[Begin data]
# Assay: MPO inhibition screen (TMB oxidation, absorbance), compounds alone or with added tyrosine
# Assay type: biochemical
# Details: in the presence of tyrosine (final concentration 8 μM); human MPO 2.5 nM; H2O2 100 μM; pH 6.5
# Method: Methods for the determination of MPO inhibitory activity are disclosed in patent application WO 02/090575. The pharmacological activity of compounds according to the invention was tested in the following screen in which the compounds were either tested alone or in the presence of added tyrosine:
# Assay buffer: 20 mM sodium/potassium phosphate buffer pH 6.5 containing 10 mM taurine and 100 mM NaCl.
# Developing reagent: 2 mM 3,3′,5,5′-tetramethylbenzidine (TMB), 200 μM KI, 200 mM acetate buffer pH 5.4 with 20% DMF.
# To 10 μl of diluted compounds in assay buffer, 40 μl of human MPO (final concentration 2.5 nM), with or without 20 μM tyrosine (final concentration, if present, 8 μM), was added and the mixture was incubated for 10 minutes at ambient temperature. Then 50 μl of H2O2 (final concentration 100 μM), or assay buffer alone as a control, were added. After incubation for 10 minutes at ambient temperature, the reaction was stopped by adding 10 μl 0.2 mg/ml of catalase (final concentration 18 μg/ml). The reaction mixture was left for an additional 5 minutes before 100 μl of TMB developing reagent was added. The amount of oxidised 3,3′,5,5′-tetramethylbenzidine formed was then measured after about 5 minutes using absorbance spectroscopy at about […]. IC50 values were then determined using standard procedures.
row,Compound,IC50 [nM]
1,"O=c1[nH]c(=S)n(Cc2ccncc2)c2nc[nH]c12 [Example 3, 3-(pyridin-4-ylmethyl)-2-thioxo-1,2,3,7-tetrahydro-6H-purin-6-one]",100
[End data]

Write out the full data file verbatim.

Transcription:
# Assay: MPO inhibition screen (TMB oxidation, absorbance), compounds alone or with added tyrosine
# Assay type: biochemical
# Details: in the presence of tyrosine (final concentration 8 μM); human MPO 2.5 nM; H2O2 100 μM; pH 6.5
# Method: Methods for the determination of MPO inhibitory activity are disclosed in patent application WO 02/090575. The pharmacological activity of compounds according to the invention was tested in the following screen in which the compounds were either tested alone or in the presence of added tyrosine:
# Assay buffer: 20 mM sodium/potassium phosphate buffer pH 6.5 containing 10 mM taurine and 100 mM NaCl.
# Developing reagent: 2 mM 3,3′,5,5′-tetramethylbenzidine (TMB), 200 μM KI, 200 mM acetate buffer pH 5.4 with 20% DMF.
# To 10 μl of diluted compounds in assay buffer, 40 μl of human MPO (final concentration 2.5 nM), with or without 20 μM tyrosine (final concentration, if present, 8 μM), was added and the mixture was incubated for 10 minutes at ambient temperature. Then 50 μl of H2O2 (final concentration 100 μM), or assay buffer alone as a control, were added. After incubation for 10 minutes at ambient temperature, the reaction was stopped by adding 10 μl 0.2 mg/ml of catalase (final concentration 18 μg/ml). The reaction mixture was left for an additional 5 minutes before 100 μl of TMB developing reagent was added. The amount of oxidised 3,3′,5,5′-tetramethylbenzidine formed was then measured after about 5 minutes using absorbance spectroscopy at about […]. IC50 values were then determined using standard procedures.
row,Compound,IC50 [nM]
1,"O=c1[nH]c(=S)n(Cc2ccncc2)c2nc[nH]c12 [Example 3, 3-(pyridin-4-ylmethyl)-2-thioxo-1,2,3,7-tetrahydro-6H-purin-6-one]",100